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Labor Problems Mount for Kia and Hyundai

Workers ramp up protest strikes.

by on Aug.26, 2013

Hyundai workers strike this month. Photo credit: NewsChannel Asia.

Labor trouble continues to hobble production at both Kia and Hyundai, according to new reports from South Korea.

Both Kia and its South Korean partner, Hyundai, are seeing their market share reduced this year because of vehicle shortages that have been attributed, at least in part, to sporadic labor disputes at South Korean factories. Executives at both Kia and Hyundai have acknowledged vehicle shortages have reduced inventories and made it more difficult to keep up with the growing global sales.

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Saturday production was halted in March at two of Kia’s three assembly plants  in South Korea and at all plants of its larger affiliate Hyundai , amid union protests over a new shift structure.  The weekend shifts resumed in May at Hyundai and in June at Kia, after some management concessions.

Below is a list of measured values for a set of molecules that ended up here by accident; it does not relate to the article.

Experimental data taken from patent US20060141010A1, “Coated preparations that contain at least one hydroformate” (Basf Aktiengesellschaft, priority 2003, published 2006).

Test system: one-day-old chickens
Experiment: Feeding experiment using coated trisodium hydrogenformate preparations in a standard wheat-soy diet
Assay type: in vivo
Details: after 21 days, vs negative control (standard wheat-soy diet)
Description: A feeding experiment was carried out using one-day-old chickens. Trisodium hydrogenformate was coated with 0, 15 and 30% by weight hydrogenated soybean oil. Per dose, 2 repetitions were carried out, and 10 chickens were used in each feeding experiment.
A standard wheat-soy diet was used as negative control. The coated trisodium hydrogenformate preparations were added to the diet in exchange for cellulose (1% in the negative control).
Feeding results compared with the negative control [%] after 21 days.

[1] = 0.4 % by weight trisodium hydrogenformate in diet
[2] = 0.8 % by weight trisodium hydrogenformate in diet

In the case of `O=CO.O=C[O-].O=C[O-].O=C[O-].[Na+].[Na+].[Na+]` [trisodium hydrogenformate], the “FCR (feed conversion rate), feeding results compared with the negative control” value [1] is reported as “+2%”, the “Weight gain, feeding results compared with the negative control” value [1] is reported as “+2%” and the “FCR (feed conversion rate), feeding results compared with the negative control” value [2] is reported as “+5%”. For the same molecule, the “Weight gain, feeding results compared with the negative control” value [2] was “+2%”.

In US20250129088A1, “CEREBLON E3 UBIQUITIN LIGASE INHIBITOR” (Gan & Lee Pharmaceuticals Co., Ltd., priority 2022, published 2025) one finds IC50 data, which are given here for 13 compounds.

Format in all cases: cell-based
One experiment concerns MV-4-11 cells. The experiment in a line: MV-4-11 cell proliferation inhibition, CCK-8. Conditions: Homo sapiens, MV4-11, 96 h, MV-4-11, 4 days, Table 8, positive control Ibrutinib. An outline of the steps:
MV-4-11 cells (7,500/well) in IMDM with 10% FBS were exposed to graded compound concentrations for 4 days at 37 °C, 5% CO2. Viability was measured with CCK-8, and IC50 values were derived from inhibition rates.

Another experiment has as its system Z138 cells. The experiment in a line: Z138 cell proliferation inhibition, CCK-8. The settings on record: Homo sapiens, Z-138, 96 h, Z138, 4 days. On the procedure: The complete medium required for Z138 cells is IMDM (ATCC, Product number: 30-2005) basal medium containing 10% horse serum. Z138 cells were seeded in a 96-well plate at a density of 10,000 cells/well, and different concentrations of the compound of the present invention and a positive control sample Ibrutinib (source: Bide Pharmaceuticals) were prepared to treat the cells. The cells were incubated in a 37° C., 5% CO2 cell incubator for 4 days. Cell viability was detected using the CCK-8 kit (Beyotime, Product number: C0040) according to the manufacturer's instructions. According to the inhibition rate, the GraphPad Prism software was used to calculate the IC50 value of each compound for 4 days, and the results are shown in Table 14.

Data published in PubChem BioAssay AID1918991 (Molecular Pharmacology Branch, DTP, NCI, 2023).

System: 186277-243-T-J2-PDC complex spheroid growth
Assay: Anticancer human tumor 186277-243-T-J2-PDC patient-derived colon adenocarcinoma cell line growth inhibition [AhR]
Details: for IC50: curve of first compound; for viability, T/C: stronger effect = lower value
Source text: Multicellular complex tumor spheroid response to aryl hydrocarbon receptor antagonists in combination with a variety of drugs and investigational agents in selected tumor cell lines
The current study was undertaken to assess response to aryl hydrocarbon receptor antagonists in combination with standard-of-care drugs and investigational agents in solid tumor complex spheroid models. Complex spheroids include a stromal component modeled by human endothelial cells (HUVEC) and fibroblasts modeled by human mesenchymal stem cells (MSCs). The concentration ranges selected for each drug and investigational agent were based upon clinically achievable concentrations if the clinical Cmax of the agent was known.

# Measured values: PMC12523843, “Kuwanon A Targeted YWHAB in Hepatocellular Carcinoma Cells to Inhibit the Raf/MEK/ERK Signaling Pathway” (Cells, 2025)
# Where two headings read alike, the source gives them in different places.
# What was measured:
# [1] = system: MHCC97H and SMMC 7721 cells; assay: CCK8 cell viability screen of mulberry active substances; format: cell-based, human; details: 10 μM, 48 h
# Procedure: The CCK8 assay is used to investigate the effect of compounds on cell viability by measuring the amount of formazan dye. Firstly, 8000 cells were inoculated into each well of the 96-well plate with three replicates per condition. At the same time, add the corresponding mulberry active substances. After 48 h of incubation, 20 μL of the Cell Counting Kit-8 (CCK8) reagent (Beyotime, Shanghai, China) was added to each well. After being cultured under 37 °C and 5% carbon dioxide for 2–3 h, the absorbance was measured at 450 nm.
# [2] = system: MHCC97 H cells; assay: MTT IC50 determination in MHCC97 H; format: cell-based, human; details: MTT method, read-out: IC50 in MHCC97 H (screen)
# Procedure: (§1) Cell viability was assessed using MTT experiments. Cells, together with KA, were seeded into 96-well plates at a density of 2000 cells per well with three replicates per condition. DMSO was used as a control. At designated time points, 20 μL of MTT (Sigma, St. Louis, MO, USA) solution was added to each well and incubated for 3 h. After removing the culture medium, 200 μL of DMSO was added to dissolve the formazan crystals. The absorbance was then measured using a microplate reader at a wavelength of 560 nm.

However, the Saturday walkouts resumed last month at Kia, which is attempting to grow not only in the U.S. but also in markets such as Great Britain and Russia, the company told the Financial Times. Kia had not previously confirmed the renewed disruption.

Unions at Hyundai and Kia last week voted in favor of a strike after annual wage negotiations failed to produce an agreement and staged a warning strike at Hyundai, which may have cost the company $76 million in lost production.

(Hyundai, Kia strikes could mean shortages for U.S. buyers. Click Here.)

An analyst at KB Investment & Securities estimated the loss of the Saturday shifts would result in lost output of up to $214 each month. Hyundai and Kia have typically managed to make up much of their lost production by using overtime, which raises their labor costs.

Over the past decade, Hyundai Motor Group – which comprises both Hyundai and Kia – has used aggressive marketing, tight cost controls and improved design to become the world’s fifth-biggest automotive group by sales. But shares of both affiliates trade at a discount to many of their peers in part because of investor worries over industrial relations.

(Kia’s hamsters strut the red carpet with help from Lady Gaga. Click Here for more.)

Labor disputes were particularly common in the 1980s and into the 1990s, with many turning violent.  Both Kia and Hyundai operations in South Korea have suffered strikes almost annually over the years, with the exception of a three-year period between 2009 and 2011.

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